The Bubonic Plague is a bacterial disease that is spread by fleas living on wild rodents. According to WHO, this plague can kill an adult in less than 24 hours, if not treated in time. The disease is caused by a zoonotic bacteria, Yersinia Pestis, which is usually found in small mammals and their fleas. It majorly spreads from bites of fleas that have fed upon infected creatures like mice, rats, rabbits, squirrels, and other wild rodents.
On Sunday, 5th July 2020, a city in northern China reported two suspected cases of bubonic plague. Right after this, Bayannur and the Inner Mongolia Autonomous Region announced a level III warning of plague prevention and control in its cities. The Local health authority in China also announced a warning period up until the end of 2020 after these suspected cases were reported on Saturday, 4th July 2020 by a hospital in Bayannur.
Must Read: History of Pandemics in the World
The local authority said, “At present, there is a risk of a human plague epidemic spreading in this city. The public should improve its self-protection awareness and ability, and report abnormal health conditions promptly.” These cases that are being treated at two separate hospitals are two brothers who were reported eating marmot meat. Post this information, health officials also warned people to not eat marmot meat. A total of 146 people so far who were in contact with these two cases have been isolated and treated at local hospitals.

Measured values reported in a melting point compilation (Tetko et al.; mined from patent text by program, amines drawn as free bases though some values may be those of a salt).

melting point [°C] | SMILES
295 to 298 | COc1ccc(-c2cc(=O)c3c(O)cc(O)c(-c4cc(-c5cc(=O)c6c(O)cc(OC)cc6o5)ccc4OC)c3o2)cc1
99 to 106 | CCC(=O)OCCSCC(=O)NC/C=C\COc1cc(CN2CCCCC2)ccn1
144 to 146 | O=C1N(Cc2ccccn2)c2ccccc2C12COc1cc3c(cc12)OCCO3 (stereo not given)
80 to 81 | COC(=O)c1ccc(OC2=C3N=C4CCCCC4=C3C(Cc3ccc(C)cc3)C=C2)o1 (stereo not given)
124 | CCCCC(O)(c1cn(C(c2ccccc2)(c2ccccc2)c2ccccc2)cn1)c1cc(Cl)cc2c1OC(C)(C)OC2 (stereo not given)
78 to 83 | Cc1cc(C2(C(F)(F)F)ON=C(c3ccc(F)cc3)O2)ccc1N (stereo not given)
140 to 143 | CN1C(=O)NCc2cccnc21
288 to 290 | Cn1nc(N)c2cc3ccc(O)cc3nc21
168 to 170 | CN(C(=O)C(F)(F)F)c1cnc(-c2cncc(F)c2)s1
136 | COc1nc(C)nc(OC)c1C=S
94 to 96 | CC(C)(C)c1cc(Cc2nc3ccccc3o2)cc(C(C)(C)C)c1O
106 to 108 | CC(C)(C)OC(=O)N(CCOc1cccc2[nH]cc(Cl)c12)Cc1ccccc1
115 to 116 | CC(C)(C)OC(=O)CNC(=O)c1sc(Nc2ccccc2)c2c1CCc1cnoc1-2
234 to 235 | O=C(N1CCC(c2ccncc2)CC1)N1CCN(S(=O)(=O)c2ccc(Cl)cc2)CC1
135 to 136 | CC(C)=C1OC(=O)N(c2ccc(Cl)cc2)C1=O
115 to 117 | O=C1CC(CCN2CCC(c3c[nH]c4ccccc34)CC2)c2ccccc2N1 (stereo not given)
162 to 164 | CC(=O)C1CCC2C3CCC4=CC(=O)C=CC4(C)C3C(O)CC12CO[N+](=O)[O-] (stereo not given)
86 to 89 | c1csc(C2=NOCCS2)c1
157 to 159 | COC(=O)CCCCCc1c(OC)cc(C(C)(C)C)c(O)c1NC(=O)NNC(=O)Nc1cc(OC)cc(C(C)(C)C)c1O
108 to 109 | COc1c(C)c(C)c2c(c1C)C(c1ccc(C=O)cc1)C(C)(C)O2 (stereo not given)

The bubonic plague history
The Bubonic Plague pandemic was caused by the Yersinia Pestis bacterium which lasted from 1346 to 1353. It was the second plague pandemic in the history of the world. It originated in Asia in 1346, from where it further traveled to Crimea in Europe in 1347.
From there on, the plague continued to spread throughout the Mediterranean Basin, eventually being carried by fleas living on black rats. This disease spread out to Africa, Western Asia, and the rest of Europe through Constantinople, Sicily, and the Italian Peninsula.
While antibiotics can now treat the disease, the airborne spread of the highly contagious disease wreaked havoc and frenzy across the entire world. Healthy people were found dead overnight, and sailors started arriving at ports dead, rotting or covered in black contusions of pus and blood. The disease is believed to have been brought under control by strict quarantine measures and public hygiene enactments.
According to WHO, bubonic plague is a rare disease now. From 2010 to 2015, there were 3,248 cases reported worldwide, including 584 deaths. It is now mostly endemic in the Democratic Republic of the Congo, Madagascar, and Peru.
Bubonic plague deaths – the bubonic plague
Bubonic Plague, also known as Pestilence or Black Death is the most fatal pandemic in human history. This pandemic is believed to have killed nearly 75-200 million people in Eurasia and North Africa between 1346 to 1353. It is also believed that since then, it took nearly 200 years for Europe’s population to recover to its previous level.
What are the symptoms of Bubonic Plague?
Bubonic plague is 1 of the 3 types of plague caused by the bacterium Yersinia pestis. If someone is affected by Bubonic plague, they witness flu-like symptoms within 1-7 days after exposure to the bacteria.
Bubonic plague symptoms include:
- headache and body ache
- sudden onset of fever
- swollen and painful lymph nodes occur in the area closest to where the bacteria entered the skin
bubonic plague in India – the bubonic plague
This plague entered India in 1994. An outbreak of this plague was witnessed in south-central and western India from 26 August to 18 October 1994. Nearly 693 suspected cases and 56 deaths were reported from the 5 affected Indian states (Maharashtra, Karnataka, Uttar Pradesh, Madhya Pradesh, and New Delhi) along with the UT of Gujarat.